When we hear that word we might immediately think of a teacher or librarian demanding silence within their respective domains. We might even think back to an intimate moment between parent and child when the sobs of a hurt are comforted with a gentle “Ssshhhhhhhhhhhh, it’s going to be alright.”
If you want to get all official look up the word “sh” in the Merriam-Webster Dictionary and you’ll read that it is, “used to tell someone to be quiet… used often in prolonged or rapidly repeated form to urge or command silence or less noise.”
Now, you might be saying, “That’s all very interesting, Len, but what does that have to do with anything?” Well, I’ve recently been thinking a lot about a very interesting verse and what it means for our lives as followers of Jesus. Let’s look at 1 Thessalonians 4:11.
“…and to make it your ambition to lead a quiet life and attend to your own business and work with your hands, just as we commanded you,”
I would think that if you asked 25 Christians what their ambition in life is, very few, if any, would answer, “I want to lead a quiet life.” Yet, there it is in plain print.
This isn’t just a suggestion to contemplate either. It is a command from the great Apostle Paul to believers of Thessalonica. If we take Biblical truth seriously, we must consider this command as it applies to our own experience and to the way we should live our lives. So, what does “lead a quiet life” look like?
Some people of the past have taken it to mean that to be a good Christian you can’t talk. They take the first scenario above – what I call “the Librarian scenario – that God is in heaven with a frown on His face and a divine finger to his lips shushing us sternly.
But to be serious Bible students we have to ask “Is that really what the Word is saying here?” If it is, then our best churches would indeed be very silent places!
I looked at the original Greek word for “quiet” in this verse and discovered the word, “hesuchazo” pronounced hay·soo·khad·zo. That didn’t tell me much until I looked up hesuchazo in Vines Dictionary of New Testament Words where I discovered that Greek actually has two words for “quiet” – hesuchazo and eremos pronounced ay’-rem-os.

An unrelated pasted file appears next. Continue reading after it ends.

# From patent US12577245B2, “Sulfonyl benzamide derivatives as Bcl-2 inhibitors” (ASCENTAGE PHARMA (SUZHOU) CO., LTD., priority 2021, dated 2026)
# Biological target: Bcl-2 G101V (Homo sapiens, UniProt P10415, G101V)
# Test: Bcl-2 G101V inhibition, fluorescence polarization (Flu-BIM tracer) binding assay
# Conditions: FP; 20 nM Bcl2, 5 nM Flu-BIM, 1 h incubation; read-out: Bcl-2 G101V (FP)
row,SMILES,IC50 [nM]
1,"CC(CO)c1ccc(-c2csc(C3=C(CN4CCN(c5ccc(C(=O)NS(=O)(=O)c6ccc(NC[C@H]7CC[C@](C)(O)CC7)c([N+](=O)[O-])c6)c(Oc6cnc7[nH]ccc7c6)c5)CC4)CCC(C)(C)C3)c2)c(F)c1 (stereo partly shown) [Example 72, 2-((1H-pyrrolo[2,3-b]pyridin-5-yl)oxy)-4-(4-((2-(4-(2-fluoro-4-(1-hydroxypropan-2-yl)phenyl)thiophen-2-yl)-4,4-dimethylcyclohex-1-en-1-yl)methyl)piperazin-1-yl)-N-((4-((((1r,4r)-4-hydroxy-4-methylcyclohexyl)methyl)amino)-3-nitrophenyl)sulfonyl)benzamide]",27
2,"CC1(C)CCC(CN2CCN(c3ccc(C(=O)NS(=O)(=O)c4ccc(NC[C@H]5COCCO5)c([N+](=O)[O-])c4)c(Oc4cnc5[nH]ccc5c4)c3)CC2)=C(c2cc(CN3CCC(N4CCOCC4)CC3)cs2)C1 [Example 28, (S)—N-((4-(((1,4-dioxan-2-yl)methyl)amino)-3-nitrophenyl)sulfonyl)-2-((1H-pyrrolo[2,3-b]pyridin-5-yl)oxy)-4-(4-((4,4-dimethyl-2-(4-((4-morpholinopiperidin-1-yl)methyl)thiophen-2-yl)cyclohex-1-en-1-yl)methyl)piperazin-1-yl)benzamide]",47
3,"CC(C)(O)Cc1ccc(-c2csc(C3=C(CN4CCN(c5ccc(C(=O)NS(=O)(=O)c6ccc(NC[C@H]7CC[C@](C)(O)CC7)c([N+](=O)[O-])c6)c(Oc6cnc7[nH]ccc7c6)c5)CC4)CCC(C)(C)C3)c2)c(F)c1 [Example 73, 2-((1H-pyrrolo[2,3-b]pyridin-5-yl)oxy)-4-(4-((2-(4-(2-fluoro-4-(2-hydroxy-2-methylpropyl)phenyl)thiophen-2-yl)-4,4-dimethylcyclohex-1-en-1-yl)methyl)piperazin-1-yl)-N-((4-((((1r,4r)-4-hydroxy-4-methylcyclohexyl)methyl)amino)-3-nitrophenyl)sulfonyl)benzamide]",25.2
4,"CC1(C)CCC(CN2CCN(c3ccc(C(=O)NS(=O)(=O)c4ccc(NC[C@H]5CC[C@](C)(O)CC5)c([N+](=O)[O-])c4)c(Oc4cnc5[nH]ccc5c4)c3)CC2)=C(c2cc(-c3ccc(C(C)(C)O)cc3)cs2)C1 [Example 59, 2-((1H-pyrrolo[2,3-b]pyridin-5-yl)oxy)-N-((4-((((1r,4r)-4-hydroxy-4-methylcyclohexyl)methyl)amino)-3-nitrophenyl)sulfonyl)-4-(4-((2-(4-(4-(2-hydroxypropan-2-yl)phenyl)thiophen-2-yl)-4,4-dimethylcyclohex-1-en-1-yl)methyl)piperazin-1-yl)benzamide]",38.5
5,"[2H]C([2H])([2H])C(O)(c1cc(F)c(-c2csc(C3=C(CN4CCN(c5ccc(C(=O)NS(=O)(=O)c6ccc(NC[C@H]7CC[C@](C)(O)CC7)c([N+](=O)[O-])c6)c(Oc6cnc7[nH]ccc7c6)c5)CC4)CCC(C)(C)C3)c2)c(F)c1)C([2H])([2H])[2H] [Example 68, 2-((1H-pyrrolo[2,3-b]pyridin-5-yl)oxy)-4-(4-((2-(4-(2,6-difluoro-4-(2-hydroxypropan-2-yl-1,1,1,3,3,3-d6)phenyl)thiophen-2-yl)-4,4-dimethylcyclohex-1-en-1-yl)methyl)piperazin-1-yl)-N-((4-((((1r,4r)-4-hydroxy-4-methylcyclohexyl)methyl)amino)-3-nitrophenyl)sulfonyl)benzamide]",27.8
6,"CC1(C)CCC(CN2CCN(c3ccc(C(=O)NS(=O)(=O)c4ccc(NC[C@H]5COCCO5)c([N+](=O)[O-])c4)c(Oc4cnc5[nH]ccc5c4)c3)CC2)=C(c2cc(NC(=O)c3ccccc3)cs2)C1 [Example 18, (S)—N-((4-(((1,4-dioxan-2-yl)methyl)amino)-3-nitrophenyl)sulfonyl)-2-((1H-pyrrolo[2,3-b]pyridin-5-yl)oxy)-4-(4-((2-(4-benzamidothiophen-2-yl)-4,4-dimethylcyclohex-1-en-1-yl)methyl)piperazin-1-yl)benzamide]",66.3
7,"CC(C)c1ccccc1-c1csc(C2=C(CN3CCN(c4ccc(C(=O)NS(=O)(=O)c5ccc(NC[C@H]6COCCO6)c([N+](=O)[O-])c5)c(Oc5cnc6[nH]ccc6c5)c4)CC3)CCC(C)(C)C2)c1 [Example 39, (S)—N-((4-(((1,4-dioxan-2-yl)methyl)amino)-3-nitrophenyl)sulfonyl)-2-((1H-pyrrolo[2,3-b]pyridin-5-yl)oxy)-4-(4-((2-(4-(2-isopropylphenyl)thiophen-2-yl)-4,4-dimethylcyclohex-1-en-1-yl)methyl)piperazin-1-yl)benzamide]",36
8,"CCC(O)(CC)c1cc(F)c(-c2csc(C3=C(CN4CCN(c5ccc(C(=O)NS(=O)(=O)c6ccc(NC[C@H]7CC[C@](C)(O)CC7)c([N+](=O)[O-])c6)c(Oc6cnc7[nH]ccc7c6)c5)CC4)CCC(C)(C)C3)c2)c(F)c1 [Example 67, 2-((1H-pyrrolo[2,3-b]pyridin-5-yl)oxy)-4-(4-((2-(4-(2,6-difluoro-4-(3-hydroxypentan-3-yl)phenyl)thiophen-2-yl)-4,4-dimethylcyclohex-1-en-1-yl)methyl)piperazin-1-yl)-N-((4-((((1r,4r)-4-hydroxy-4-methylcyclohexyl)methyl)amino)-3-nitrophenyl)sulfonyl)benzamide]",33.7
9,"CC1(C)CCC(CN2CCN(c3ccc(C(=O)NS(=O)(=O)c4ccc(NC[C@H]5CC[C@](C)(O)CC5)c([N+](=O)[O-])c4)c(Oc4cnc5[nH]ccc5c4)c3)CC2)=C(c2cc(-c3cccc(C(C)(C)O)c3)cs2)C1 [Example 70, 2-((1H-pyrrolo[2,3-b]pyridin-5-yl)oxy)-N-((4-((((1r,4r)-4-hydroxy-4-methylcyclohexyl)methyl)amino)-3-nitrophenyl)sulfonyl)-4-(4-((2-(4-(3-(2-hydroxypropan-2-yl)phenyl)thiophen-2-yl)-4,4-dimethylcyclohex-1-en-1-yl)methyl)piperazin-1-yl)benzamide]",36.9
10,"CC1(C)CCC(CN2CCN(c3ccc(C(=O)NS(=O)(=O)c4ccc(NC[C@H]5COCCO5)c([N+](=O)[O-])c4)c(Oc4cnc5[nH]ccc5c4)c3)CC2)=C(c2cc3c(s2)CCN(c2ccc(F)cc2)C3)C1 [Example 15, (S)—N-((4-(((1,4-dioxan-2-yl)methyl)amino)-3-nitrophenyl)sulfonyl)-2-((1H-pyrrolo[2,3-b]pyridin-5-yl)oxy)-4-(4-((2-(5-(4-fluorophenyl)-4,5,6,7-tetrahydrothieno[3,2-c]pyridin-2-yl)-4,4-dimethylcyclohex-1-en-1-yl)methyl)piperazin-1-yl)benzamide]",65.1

The difference being, eremos means “a tranquility arising from without” while hesuchazo means “a tranquility arising from within.” Do you see the implication of our verse? We should, as Christ-followers, make it our ambition – our desire and goal – to be at peace because of a force within us, not because we’re forced to by an outside influence or command.
The Scripture tells us that, as Christians, we have the Holy Spirit permanently indwelling our hearts.
Because you are sons, God has sent forth the Spirit of His Son into our hearts, crying, “Abba! Father!” Galatians 4:6
“But the Helper, the Holy Spirit, whom the Father will send in My name, He will teach you all things, and bring to your remembrance all that I said to you. “Peace I leave with you; My peace I give to you; not as the world gives do I give to you. Do not let your heart be troubled, nor let it be fearful. John 14:26–27
It’s clear, in the Greek, that we should be ambitiously desiring a heart resting in a quiet peace not because of some outside cosmic force shushing us into submission but because of an intimate relationship with a loving Father, an understanding Christ, and a reassuring Holy Spirit who brings us close and whispers “Ssshhhhh, everything is going to be alright… I’m right here.”
Now that’s peace! That’s tranquility because of the inside, indwelling presence of our great God, Savior, and Helper!!
So, when life seems hard; when trials come; and you feel overwhelmed, that’s the time to make it your ambition to “lead a quiet life.”
Think about it…